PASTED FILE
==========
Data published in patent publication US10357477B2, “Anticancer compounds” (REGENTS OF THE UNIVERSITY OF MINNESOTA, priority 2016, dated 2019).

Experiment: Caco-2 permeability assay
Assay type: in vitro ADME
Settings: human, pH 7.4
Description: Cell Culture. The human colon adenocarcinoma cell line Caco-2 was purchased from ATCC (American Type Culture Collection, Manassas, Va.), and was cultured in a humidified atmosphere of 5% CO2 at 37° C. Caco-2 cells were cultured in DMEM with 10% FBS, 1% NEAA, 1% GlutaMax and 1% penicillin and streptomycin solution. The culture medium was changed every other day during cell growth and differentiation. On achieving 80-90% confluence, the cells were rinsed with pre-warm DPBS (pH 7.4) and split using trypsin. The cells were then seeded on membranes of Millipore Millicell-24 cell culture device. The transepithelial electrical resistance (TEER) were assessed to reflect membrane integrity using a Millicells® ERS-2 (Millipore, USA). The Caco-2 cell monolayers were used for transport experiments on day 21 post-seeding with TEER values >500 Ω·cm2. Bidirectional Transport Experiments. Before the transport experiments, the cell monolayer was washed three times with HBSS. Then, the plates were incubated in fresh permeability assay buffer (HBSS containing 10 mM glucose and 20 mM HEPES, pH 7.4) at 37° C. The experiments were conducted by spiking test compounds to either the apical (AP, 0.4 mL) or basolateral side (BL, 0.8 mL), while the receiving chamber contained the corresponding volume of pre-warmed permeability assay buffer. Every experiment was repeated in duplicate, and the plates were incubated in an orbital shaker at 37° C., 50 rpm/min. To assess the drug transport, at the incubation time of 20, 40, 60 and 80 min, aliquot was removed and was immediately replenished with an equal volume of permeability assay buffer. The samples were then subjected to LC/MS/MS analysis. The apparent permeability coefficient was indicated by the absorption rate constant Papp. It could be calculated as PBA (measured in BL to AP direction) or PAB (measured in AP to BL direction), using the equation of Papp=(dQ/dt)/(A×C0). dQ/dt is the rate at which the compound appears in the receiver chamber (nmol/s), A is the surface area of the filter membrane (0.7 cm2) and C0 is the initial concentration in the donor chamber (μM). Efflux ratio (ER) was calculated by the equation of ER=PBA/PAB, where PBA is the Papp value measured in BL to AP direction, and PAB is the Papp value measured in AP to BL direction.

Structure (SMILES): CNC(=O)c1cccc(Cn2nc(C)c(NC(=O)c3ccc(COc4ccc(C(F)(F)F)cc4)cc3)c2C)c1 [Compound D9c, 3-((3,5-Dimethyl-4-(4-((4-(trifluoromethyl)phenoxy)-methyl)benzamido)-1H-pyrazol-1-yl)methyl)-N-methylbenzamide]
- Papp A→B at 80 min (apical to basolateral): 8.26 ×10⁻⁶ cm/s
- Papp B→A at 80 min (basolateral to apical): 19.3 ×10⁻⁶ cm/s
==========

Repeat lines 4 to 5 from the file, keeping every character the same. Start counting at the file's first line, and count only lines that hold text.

Settings: human, pH 7.4
Description: Cell Culture. The human colon adenocarcinoma cell line Caco-2 was purchased from ATCC (American Type Culture Collection, Manassas, Va.), and was cultured in a humidified atmosphere of 5% CO2 at 37° C. Caco-2 cells were cultured in DMEM with 10% FBS, 1% NEAA, 1% GlutaMax and 1% penicillin and streptomycin solution. The culture medium was changed every other day during cell growth and differentiation. On achieving 80-90% confluence, the cells were rinsed with pre-warm DPBS (pH 7.4) and split using trypsin. The cells were then seeded on membranes of Millipore Millicell-24 cell culture device. The transepithelial electrical resistance (TEER) were assessed to reflect membrane integrity using a Millicells® ERS-2 (Millipore, USA). The Caco-2 cell monolayers were used for transport experiments on day 21 post-seeding with TEER values >500 Ω·cm2. Bidirectional Transport Experiments. Before the transport experiments, the cell monolayer was washed three times with HBSS. Then, the plates were incubated in fresh permeability assay buffer (HBSS containing 10 mM glucose and 20 mM HEPES, pH 7.4) at 37° C. The experiments were conducted by spiking test compounds to either the apical (AP, 0.4 mL) or basolateral side (BL, 0.8 mL), while the receiving chamber contained the corresponding volume of pre-warmed permeability assay buffer. Every experiment was repeated in duplicate, and the plates were incubated in an orbital shaker at 37° C., 50 rpm/min. To assess the drug transport, at the incubation time of 20, 40, 60 and 80 min, aliquot was removed and was immediately replenished with an equal volume of permeability assay buffer. The samples were then subjected to LC/MS/MS analysis. The apparent permeability coefficient was indicated by the absorption rate constant Papp. It could be calculated as PBA (measured in BL to AP direction) or PAB (measured in AP to BL direction), using the equation of Papp=(dQ/dt)/(A×C0). dQ/dt is the rate at which the compound appears in the receiver chamber (nmol/s), A is the surface area of the filter membrane (0.7 cm2) and C0 is the initial concentration in the donor chamber (μM). Efflux ratio (ER) was calculated by the equation of ER=PBA/PAB, where PBA is the Papp value measured in BL to AP direction, and PAB is the Papp value measured in AP to BL direction.